Participated in a complete change in a production operation to Cellular
Manufacturing. Gave hundreds of tours of the facility an encouraged
discussions with hourly work force. It's of interest to see their
perspective of why the Cellular Manufacturing was much better than the
previous MRP driven system. Benefits were very significant, including a
substantial increase in product quality and decrease of work in progress.
Outsourced a number of raw material supplies to in-house vendors and
watched while they managed inventory of their products far better than we
had, often decreasing total amounts by 80%!
The production workers relayed to the visitors how frustrating it was to
find with the previous MRP system a $5000 item being assembled was missing
the proper bolt! With Cellular Manufacturing a representative from a
hardware supply company kept all fastener bins at each cell filled with
several days needs. Instead of having thousands of fasteners we didn't
need in stock (because the sales force didn't forecast the future) we had
much less of only the correct inventory.
After switching to cellular manufacturing I gave many tours to executives from local and industries considering coming to town. My boss, the CEO, would join and was always great about listening to the hourly workers discuss the benefits. However one area where he couldn't help himself was when I would stop at our newly added company supplying all our brass and copper raw materials. They had a caged area where they installed inventory they owned. Our CEO was so proud we reduced our inventory cost over 90%! Since I had conducted many tours when we used the MPR system I appreciated that the total reduction in brass and copper raw inventory between both companieswas problem over 80%! I'll explain:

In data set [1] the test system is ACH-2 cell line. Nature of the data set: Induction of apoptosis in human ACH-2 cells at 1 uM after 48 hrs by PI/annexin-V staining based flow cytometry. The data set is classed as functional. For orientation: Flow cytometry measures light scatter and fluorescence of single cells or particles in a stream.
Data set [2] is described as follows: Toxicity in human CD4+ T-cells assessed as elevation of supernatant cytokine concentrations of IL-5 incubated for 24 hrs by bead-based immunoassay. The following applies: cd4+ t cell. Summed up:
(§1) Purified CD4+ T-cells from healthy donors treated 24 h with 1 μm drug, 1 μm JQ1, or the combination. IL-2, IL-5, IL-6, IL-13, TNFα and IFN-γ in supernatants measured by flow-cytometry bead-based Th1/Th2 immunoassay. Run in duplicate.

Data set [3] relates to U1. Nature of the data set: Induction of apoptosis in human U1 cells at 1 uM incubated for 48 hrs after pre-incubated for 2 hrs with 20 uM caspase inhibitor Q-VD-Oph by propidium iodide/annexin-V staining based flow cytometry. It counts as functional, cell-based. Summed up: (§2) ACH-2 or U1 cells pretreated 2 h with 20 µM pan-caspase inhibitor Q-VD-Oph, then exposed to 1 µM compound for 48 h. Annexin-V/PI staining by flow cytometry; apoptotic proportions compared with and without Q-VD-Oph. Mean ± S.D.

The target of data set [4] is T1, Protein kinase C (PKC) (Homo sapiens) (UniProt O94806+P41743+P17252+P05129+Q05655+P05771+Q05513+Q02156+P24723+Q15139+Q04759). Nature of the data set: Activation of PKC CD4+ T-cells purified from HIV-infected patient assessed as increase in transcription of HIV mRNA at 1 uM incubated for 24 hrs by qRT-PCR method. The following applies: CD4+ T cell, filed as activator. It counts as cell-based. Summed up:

We made many brass and copper parts for gas apparatus and MIG, TIG and Plasma torches etc. We had several hundred CNC and other dedicated machine tools. I would see racks of the same size brass/copper bar stock, usually 20 feet long duplicated at many stations. The managers in each area wanted to be sure they didn't run out, especially on 2nd and 3rd shift. Could not be sure what the mainframe computer that crunched data each night for the complex MPR system for the over 125,000 finished part numbers so they stocked extra would say to make! Our brass/copper supplier had a large warehouse 2 hours away from the plant. Their one person responsible for keeping sufficient stock at the work stations only needed one days reserve! He also knew extra was not needed at each work station! He placed his order on the warehouse at the end of each day and it arrived in the morning! Unlike the MRP system that relied on a sales forecast (which was always wrong!)
The same situation occurred with a number of other vendors that set up their "just in time" inventory based on real not predicted demand! Our CEO had used an MRP system when general manager in another business. He said it best, "Ollie White set US manufacturing back 10 years!"
One of our Swedish plants had operated their facility on a two bin system without the need for a computer crunching forecast demand, finding bottlenecks and defining the next days production!
With our large complex product line demand forecast was often off by 50%! In fact I had insisted the plant install some assemble to order stations when I moved to the facility with our CEO when the business was purchased from Linde! I had visited a small TIG torch manufacturer who stocked the many torch bodies based on what fit in a 25 gallon drum. He also stocked 12 1/2, 25 and 50 foot leads and assembled what was needed for an order! We were trying to stock all torch variants in each length based on a forecast! We had plenty of assembled torches in stock but always the wrong ones!
As the marketing group responsible for forecasting (with the sales force) we had the same issue with oxygen, acetylene regulators, gas torches, tips and nozzles and combined product outfits for gas apparatus. We had lots in inventory but always in the wrong package! That assemble to order area was an easy for the plant to arrange and the two gals who manned it were always on my plant tour stop! They could package what was needed from product stock and boxes in bins at their station! For high demand item numbers they soon learned what was logical to make for stock between filling orders! Logic not an inaccurate finished goods forecast was what was needed!